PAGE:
CDO spreads are tight and it appears major U.S. insurance companies have sold all the distressed collateral they care to let go of at this point, according to the industry's secondary traders last week. Yet, what sounds like a dour situation is anything but for a market that feeds on innovation. Traders believe more sophisticated analysis will lead to a more liquid secondary market for various types of CDO collateral, with some traders nodding towards ABS CDOs.
"Our struggle is to find the sellers. Selling by U.S. insurers - I think that's over," said Keith Grimaldi, a director at UBS, speaking at last week's CDO Conference hosted by The Bond Market Association.
Traders spoke about the mezzanine level, where action has shifted as any senior pieces were snatched away months ago. "The rally in the credit markets lifted all parts of the capital structure; some of the mezzanine levels rallied but these are still second- and third- priority bonds, so cash isn't coming anytime soon" said Michael Klurinets, vice president at Credit Suisse First Boston. "That's a potential downside so be aware. To us these are risky assets."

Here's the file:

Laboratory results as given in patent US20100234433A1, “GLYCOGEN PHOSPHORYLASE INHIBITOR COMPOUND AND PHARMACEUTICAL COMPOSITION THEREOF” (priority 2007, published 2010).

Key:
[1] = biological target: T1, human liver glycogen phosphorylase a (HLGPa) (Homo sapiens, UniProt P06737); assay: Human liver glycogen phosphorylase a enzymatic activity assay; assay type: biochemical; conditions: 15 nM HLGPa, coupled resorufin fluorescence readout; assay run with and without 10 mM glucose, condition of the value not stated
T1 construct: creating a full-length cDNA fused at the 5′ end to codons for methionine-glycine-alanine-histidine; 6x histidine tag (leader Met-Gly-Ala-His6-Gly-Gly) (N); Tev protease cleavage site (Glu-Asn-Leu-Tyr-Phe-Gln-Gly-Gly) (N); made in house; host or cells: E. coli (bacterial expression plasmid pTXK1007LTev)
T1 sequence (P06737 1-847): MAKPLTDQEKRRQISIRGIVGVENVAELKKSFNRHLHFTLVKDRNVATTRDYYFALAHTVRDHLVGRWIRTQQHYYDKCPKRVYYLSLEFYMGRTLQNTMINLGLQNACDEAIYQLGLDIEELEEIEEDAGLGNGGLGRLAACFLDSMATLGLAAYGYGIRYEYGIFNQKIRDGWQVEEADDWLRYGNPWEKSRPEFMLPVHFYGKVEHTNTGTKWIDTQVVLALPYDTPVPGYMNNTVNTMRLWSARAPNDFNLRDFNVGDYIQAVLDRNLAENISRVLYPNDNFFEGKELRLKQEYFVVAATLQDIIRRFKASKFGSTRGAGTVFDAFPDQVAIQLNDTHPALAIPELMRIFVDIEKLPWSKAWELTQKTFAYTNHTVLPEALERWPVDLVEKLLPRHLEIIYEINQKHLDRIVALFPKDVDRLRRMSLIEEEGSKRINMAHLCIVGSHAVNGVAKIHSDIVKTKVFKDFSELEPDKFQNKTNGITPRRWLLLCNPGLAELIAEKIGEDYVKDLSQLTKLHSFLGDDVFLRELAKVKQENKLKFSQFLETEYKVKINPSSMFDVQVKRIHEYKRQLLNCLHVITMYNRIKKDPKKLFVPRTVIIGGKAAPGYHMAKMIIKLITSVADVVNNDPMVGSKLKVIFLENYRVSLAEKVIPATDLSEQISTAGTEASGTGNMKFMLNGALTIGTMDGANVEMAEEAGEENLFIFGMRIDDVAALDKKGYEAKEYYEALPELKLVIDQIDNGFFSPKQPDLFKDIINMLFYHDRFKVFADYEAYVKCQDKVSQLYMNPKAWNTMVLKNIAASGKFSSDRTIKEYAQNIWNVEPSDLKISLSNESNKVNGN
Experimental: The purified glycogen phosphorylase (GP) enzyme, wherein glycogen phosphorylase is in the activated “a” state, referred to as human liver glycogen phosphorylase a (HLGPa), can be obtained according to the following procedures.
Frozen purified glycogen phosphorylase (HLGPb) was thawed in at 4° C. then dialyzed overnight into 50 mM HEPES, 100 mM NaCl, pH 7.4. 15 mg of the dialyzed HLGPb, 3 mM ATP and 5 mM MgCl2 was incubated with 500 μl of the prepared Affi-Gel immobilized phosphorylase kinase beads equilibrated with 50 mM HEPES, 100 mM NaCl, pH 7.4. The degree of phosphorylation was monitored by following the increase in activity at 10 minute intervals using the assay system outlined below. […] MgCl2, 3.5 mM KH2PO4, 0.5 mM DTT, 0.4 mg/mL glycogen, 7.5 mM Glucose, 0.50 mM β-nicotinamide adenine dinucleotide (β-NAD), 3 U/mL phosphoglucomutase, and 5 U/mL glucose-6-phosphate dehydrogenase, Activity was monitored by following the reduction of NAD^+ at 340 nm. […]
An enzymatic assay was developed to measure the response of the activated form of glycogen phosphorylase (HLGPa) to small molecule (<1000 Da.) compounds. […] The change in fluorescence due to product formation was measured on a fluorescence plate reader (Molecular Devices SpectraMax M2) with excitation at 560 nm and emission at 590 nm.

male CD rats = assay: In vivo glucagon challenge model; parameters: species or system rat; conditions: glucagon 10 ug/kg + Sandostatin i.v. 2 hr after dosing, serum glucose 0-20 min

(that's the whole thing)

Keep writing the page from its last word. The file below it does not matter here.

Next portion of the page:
Given structural changes the rating agencies demand, there is a huge distinction between ABS CDOs structured before 2002 and those since, primarily due to changing beliefs about diversity and diversity scores. Session Moderator Adam Siegel, managing director, Bear Stearns, inquired as to if a fellow trader thought there was a view that the newer deals were going to perform better and if a traditional secondary market would develop for older, pre-2002, ABS CDOs.
"The experience in the high yield market will be instructive here," added Ross Heller, vice president at JPMorgan Securities. Where distressed ABS paper trades right now could be written off; on the other hand those with experience could come in and slowly but surely build up a secondary market as was the case in the high yield market, Heller said.
A part of the ABS CDO market has huge potential, with trades driven by distressed deals, agreed Erik Siegel, vice president, Morgan Stanley. However, "deals closing today, we probably won't see them come back to the market as there'll be other vehicles and there will be little reason to sell them," Siegel added.
Currently, there's difficulty trading ABS - or structured finance - CDO paper primarily because pricing is not transparent, making a less liquid market, traders felt.
However, downgrades help by creating more collateral that investors need to unload. The secondary market panel of traders collectively believes that in the next six months or so, rating agencies will begin to downgrade 2000 and 2001 ABS CDO vintages.
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